The goal of chemical libraries is to contain enough molecules that even targets with uncommon binding sites can find the rare compound that binds with high affinity. Rather than synthesizing hundreds of thousands of molecules, a Swiss group has played a different numbers game by designing a dual-display system that employs two sub-libraries of hundreds of molecules attached to the 5' or 3' ends of complementary DNA strands. The system can be used to select molecule pairs that bind two sites on a target with higher affinity together than either molecule alone, but it doesn't solve the problem of how to link the two binders to build a therapeutic agent.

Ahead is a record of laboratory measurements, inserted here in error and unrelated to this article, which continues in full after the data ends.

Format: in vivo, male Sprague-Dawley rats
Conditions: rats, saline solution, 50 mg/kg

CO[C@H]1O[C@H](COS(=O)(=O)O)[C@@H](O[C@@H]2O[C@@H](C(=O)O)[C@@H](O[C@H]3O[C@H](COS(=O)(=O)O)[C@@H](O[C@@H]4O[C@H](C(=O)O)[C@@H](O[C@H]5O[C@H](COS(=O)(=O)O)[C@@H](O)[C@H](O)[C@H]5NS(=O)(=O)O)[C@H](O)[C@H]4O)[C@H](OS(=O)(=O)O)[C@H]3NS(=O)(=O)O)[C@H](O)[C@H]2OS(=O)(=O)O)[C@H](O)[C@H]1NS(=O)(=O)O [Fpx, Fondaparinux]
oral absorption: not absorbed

"The idea of taking two 100-micromolar compounds and getting a 10-nanomolar compound by linking them together is tremendously exciting," said Derek Lowe, a medicinal chemist and author of a widely read blog on drug research.
But the advantage of the DNA pairing isn't only in bringing molecular fragments together to